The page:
Safety

Preventing a fire in 10 steps

Would you know what to do if a fire started in your home? Would your kids? Take the time to review fire safety tips so your family will be prepared if a fire breaks out unexpectedly.

An evacuation plan

Having an evacuation plan is the first thing you can do to make sure you are well prepared in case of a fire. The plan consists of a detailed drawing of your house that will help you locate the exits you can use in case of a fire. This plan should contain:

  • Emergency exits
  • The fastest route to get there
  • The meeting place located outside
  • The location of smoke alarms, carbon monoxide alarms, and portable fire extinguishers

Here is really useful information to help you with fire prevention.

Evacuation drills

Because smoke can invade your home in as fast as 3 minutes, which includes the time it takes for the smoke alarm to detect the smoke if you're asleep when the fire started, you must be sure to react quickly. The best way to do that is to practice your evacuation plan at least once a year with your whole family.

  • Start the alarm without telling your family members beforehand
  • Follow the evacuation following the steps you outlined in your plan and time the exercise
  • Get to the agreed-upon meeting place and go over how it went, making changes to your plan if necessary.
A survey conducted by Duracell in 2011 about fire prevention, in partnership with the Association des chefs en sécurité incendie du Québec (ACSIQ), reveals that 45 % of Quebecers surveyed don't have an evacuation plan and at least 80 % reported that they did not do a fire drill in their home during the past year.
Smoke alarms

Smoke alarms are a must to protect your family against fires as they can quickly alert you to the presence of smoke so you can act fast and avoid the worst. Here are some tips to help you choose the right smoke alarms for your home:

  • Smoke detectors using ionization are the most commonly used and are usually placed near the bedrooms.
  • It's better to use a photocell smoke detector near the kitchen and bathrooms, as they are less sensitive to steam and vapor.
  • Select a smoke detector that offers a long battery life like lithium batteries that can last up to 10 years. It's important to test your alarm regularly to make sure it's still in working condition.
  • In new homes, smoke alarms are connected to the electrical system, so you have to make sure the one you choose contains a backup battery in case of a power outage.
  • Always choose a smoke alarm that features the logo « ULC » that indicates it meets Canadian standards.
To put all the odds in your favor, change the batteries in your smoke alarms when the seasons or the hours change. Furthermore, test your alarms once a month by pressing the test button for a few seconds. If the alarm is not heard immediately, it's time to change the battery.
Carbon monoxide detectors

When a car or a device burns a flammable product like wood, gas, oil or propane, it produces carbon monoxide, an odorless, colorless, tasteless gas that doesn't cause irritation. A slight poisoning causes symptoms that can, especially in children, look like the flu or gastro, like nausea, headache, and fatigue. Severe poisoning can quickly lead to loss of consciousness and even lead to death in minutes. The only thing that can detect the presence of carbon monoxide is a carbon monoxide detector, and they cost between $ 30 and 60 $. Just like the smoke alarm, it's important to choose one that features the « ULC » logo.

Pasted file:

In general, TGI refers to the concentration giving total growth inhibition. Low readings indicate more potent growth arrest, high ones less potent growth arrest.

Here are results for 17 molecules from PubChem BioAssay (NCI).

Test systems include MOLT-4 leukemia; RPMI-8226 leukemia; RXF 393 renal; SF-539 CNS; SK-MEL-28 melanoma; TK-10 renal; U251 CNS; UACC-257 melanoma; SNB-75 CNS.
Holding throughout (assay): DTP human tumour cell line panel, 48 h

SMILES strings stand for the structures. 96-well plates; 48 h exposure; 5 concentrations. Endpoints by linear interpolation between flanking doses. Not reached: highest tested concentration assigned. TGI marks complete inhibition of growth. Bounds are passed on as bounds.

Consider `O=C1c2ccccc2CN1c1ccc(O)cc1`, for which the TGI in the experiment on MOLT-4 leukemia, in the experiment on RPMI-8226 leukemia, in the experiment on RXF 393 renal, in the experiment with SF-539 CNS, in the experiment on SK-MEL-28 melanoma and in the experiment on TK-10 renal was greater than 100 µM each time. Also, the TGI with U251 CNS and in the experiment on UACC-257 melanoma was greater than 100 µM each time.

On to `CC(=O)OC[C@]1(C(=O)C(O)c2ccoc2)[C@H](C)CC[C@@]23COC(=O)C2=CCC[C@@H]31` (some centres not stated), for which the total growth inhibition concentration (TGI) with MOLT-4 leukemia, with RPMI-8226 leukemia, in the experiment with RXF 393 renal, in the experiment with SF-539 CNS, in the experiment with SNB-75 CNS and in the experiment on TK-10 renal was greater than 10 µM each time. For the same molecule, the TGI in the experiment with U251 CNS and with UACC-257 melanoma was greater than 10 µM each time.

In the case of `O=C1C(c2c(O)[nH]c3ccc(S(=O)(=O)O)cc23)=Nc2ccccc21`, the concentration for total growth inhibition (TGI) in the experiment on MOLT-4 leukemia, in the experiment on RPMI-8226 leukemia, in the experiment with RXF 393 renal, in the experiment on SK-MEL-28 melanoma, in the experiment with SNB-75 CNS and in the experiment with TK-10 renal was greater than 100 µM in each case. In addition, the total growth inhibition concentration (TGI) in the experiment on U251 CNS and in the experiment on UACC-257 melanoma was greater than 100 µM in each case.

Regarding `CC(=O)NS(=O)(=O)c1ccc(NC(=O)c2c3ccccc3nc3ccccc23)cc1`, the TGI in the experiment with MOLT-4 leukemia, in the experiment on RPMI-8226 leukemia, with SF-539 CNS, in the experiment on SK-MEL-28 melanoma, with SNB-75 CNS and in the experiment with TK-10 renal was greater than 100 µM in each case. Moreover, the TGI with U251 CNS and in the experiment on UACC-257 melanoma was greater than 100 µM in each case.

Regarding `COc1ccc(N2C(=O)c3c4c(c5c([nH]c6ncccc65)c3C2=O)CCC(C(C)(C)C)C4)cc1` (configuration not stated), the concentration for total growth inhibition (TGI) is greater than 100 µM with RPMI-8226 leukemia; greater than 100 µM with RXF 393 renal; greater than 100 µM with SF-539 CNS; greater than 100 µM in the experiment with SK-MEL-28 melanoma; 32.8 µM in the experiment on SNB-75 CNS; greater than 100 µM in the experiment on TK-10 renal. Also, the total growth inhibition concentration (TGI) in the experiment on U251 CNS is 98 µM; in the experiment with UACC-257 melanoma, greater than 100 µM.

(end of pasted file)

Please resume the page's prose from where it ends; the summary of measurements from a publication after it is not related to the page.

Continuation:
Your kitchen

Since most residential fires start in the kitchen, it's important to remember a few basic rules to follow in the kitchen so you can avoid a potential fatal fire:

  • Never leave anything unattended on the stove, especially not oil
  • If you are using a fryer, chose one with thermostatic control
  • Always make sure you turn off all your kitchen appliances before you leave the kitchen
Storage

If you have flammable products in your home, like paint or solvents, you have to store them away from heat sources. Tanks of gas and propane should always be stored outside.

Children

In addition to basic safety rules like keeping flammables and dangerous items out of reach so children don't get themselves hurt, it's important to also take the time to teach them fire prevention and to encourage them to participate in the making of your evacuation plan and make the whole thing a fun experience for them while remaining calm, so they know how to react in case of a fire. If your kids come back from school with documentation about fire prevention, go over it with them.

What to do in case of a fire

If your family is the victim of a fire despite all your precautions, quickly gather all the members of your family and proceed out of your house following your evacuation plan. Go to the agreed-upon meeting place and call 911 once everyone is safe and sound, away from the flames and smoke.

Important! Never go back into a house in flames. Firefighters are the only ones that are protected enough to save a person or an animal that is a prisoner of the flames and smoke.
Portable fire extinguishers

If you are there when the fire starts, you can use a portable fire extinguisher that features the « ULC » logo to extinguish a fire that is still small. Choose an A, B, C, multipurpose powder extinguisher which will help extinguish fires from:

  • Flammable materials like wood
  • Flammable liquids or gas like oil, paint or gasoline
  • Electrical equipment malfunctions
Fire insurance

In the event of a fire, fire insurance generally provides a protection in case of complete or partial loss. To be able to have a plan that adequately covers your family, home, and possessions, it's important to contact a broker who can help you build a plan that is right for you and your family.

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